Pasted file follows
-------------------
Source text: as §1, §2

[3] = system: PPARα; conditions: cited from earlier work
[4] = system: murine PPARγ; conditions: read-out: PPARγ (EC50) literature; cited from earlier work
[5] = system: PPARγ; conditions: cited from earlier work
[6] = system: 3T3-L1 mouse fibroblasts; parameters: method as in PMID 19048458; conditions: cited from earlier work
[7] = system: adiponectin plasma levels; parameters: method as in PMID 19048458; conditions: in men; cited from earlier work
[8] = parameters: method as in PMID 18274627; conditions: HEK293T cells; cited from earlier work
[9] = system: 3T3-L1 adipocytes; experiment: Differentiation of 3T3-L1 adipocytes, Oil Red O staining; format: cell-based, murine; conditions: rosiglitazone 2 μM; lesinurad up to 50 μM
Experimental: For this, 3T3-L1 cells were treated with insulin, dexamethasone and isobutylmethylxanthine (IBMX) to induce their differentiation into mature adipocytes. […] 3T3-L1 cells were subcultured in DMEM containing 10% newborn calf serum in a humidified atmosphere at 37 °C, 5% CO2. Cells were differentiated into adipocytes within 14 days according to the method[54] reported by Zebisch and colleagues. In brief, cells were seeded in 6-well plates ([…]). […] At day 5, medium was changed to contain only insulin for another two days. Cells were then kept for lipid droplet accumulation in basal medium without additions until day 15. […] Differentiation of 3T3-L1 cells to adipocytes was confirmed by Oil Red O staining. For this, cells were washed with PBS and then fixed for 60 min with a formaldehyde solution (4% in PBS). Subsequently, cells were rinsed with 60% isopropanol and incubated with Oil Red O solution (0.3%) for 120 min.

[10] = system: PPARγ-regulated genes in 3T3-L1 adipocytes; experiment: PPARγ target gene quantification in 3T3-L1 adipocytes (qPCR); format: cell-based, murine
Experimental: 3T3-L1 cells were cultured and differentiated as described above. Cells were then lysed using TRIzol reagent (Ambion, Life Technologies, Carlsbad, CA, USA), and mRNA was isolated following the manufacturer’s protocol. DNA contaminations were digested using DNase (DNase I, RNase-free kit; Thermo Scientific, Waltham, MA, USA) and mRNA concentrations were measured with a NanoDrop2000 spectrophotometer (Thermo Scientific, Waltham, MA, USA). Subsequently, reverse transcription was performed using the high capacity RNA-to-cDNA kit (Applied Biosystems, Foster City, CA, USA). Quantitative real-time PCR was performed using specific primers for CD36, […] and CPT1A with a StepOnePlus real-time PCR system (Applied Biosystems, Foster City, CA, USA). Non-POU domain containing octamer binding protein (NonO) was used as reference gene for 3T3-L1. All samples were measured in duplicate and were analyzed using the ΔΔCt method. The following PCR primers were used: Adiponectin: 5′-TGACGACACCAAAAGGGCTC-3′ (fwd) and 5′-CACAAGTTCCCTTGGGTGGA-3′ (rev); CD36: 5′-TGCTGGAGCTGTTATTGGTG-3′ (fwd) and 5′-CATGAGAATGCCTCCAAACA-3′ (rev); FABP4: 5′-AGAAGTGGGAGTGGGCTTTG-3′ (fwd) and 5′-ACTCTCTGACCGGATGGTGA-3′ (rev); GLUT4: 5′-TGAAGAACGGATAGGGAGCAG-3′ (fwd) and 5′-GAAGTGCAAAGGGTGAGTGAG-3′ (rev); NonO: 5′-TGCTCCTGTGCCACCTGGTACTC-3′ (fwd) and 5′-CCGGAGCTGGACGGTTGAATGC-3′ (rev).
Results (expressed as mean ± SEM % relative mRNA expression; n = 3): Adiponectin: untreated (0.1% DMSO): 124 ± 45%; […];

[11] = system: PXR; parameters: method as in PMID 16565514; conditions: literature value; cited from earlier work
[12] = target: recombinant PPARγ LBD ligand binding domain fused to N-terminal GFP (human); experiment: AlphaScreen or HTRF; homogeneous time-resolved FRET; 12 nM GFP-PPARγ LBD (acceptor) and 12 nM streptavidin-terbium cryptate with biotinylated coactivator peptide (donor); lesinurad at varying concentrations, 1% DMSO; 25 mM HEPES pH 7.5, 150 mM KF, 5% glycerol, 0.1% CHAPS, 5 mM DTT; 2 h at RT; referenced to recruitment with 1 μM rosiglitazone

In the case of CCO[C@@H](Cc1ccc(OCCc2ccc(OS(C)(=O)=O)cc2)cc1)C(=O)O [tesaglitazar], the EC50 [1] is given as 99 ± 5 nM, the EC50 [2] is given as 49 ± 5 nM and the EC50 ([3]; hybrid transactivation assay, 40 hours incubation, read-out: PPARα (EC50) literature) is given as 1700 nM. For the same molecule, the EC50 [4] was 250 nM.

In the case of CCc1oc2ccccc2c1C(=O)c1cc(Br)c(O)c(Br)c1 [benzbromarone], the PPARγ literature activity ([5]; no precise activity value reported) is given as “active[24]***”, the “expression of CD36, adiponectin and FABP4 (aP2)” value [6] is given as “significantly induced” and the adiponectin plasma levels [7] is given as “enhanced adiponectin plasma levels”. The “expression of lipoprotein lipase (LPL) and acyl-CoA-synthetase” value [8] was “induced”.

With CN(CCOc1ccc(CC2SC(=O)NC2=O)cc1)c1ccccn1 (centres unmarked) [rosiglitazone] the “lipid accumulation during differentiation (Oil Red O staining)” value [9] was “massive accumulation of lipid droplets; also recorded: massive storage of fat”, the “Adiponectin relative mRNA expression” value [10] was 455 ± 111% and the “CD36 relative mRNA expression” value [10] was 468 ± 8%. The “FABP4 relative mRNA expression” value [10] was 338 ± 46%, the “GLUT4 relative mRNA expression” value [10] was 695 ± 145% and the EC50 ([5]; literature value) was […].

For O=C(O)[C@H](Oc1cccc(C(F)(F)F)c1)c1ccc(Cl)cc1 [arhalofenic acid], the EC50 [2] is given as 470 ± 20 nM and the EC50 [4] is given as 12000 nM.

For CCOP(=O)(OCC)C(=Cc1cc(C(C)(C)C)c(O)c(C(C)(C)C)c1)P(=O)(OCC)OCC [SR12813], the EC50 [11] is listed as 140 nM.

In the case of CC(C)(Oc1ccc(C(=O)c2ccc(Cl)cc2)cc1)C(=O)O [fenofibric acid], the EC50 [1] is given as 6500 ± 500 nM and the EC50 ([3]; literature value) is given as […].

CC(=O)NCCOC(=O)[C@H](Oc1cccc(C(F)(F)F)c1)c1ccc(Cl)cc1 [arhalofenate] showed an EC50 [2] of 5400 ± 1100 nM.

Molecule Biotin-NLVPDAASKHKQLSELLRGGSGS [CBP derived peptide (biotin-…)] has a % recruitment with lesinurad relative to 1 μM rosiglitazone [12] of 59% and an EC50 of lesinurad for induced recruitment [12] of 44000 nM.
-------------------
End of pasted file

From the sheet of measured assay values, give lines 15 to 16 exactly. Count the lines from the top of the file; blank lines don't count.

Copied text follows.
In the case of CCO[C@@H](Cc1ccc(OCCc2ccc(OS(C)(=O)=O)cc2)cc1)C(=O)O [tesaglitazar], the EC50 [1] is given as 99 ± 5 nM, the EC50 [2] is given as 49 ± 5 nM and the EC50 ([3]; hybrid transactivation assay, 40 hours incubation, read-out: PPARα (EC50) literature) is given as 1700 nM. For the same molecule, the EC50 [4] was 250 nM.

In the case of CCc1oc2ccccc2c1C(=O)c1cc(Br)c(O)c(Br)c1 [benzbromarone], the PPARγ literature activity ([5]; no precise activity value reported) is given as “active[24]***”, the “expression of CD36, adiponectin and FABP4 (aP2)” value [6] is given as “significantly induced” and the adiponectin plasma levels [7] is given as “enhanced adiponectin plasma levels”. The “expression of lipoprotein lipase (LPL) and acyl-CoA-synthetase” value [8] was “induced”.